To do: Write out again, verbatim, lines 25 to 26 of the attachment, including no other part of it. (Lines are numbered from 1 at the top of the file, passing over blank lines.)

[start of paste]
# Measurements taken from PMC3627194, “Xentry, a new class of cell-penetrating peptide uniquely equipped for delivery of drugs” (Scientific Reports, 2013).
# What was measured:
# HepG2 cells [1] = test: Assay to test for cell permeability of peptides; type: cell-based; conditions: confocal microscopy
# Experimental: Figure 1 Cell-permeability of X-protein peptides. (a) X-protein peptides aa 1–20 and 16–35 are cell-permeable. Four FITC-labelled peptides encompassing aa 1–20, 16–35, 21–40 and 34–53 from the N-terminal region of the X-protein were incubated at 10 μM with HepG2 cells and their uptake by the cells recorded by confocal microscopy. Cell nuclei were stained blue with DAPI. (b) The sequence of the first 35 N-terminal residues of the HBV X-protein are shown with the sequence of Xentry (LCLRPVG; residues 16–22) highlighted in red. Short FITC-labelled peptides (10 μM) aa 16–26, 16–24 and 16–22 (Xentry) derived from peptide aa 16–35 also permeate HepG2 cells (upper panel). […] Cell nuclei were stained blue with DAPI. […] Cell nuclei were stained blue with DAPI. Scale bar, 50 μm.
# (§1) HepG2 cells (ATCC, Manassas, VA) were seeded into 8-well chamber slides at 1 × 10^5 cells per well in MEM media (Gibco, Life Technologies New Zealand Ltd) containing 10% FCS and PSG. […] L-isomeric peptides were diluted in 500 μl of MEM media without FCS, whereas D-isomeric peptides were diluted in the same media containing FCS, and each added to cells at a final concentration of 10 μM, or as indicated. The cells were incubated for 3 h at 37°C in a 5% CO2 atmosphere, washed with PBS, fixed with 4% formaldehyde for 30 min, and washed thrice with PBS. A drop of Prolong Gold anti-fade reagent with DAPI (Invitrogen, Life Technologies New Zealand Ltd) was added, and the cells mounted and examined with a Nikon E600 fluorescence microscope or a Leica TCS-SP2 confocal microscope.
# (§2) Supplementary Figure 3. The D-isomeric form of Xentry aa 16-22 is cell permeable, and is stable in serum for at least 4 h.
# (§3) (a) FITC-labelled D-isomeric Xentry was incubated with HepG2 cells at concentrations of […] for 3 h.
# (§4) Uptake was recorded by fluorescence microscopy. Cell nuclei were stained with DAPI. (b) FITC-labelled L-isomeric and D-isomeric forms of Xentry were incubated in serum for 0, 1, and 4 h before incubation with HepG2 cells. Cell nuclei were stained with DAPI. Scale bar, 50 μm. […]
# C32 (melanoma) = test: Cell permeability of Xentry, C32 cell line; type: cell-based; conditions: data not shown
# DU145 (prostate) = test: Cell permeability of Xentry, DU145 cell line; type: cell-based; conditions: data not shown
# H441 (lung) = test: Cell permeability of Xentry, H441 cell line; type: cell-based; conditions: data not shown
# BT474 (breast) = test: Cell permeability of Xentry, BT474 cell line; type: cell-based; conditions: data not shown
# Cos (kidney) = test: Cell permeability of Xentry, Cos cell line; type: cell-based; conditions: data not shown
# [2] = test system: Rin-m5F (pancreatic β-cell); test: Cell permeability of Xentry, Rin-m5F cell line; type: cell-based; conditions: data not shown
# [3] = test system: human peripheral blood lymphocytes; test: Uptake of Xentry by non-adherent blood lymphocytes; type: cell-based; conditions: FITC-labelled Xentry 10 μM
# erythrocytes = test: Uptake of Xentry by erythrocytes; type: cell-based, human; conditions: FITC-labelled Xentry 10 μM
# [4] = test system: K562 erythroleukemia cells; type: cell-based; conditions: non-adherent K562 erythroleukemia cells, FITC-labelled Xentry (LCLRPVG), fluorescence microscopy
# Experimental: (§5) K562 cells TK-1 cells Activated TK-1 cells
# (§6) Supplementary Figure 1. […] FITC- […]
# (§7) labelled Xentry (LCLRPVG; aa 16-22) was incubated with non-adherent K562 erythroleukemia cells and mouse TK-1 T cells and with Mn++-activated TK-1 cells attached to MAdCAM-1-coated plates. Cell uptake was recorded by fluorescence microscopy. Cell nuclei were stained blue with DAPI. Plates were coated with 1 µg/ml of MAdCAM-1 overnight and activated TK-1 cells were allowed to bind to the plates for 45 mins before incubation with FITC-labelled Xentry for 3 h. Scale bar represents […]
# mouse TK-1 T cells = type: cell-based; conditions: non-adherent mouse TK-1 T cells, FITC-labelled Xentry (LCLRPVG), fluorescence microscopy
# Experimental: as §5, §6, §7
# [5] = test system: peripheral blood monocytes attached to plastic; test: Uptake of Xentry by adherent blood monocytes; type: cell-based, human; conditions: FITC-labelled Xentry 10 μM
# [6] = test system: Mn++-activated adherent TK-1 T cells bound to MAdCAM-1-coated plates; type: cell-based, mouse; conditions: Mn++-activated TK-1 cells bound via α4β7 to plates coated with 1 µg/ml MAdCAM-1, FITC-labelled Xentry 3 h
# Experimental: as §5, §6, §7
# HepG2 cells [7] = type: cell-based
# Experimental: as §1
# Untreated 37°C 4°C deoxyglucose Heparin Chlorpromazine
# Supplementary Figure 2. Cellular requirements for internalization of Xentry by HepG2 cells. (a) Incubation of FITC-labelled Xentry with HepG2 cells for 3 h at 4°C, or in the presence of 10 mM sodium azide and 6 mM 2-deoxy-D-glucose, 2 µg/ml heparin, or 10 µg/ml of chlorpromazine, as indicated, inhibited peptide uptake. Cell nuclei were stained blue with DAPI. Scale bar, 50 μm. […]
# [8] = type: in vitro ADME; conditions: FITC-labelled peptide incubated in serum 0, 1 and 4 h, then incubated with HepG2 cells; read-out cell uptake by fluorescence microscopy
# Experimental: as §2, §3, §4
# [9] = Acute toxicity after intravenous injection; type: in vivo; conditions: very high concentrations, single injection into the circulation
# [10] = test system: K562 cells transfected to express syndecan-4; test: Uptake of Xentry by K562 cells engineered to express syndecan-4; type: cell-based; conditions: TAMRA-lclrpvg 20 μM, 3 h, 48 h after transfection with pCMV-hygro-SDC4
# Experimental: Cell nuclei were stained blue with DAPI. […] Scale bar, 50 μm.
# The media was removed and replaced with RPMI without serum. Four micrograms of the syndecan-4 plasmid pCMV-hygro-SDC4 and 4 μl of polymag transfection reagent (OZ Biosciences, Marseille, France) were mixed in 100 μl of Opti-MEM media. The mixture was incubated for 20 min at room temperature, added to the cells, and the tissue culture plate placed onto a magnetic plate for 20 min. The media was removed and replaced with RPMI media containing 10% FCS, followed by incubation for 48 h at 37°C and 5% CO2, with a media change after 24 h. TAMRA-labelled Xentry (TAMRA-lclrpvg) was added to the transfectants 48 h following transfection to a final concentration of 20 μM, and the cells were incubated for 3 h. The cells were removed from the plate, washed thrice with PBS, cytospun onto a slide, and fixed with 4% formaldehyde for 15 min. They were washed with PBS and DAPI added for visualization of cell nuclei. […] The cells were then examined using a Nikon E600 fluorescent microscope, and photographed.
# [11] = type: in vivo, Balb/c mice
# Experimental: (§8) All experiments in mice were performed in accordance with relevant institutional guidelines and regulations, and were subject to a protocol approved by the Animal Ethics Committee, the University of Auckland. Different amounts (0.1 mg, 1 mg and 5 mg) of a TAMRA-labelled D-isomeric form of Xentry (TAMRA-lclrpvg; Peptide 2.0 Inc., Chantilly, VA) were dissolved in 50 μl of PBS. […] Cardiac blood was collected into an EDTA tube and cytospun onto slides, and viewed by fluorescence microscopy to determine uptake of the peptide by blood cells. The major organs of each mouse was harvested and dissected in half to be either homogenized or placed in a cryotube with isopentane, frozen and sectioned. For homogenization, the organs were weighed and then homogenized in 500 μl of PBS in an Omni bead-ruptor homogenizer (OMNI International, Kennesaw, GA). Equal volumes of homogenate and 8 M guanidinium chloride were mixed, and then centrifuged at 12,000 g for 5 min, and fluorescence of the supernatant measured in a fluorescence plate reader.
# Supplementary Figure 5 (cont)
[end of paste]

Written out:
# Experimental: as §5, §6, §7
# HepG2 cells [7] = type: cell-based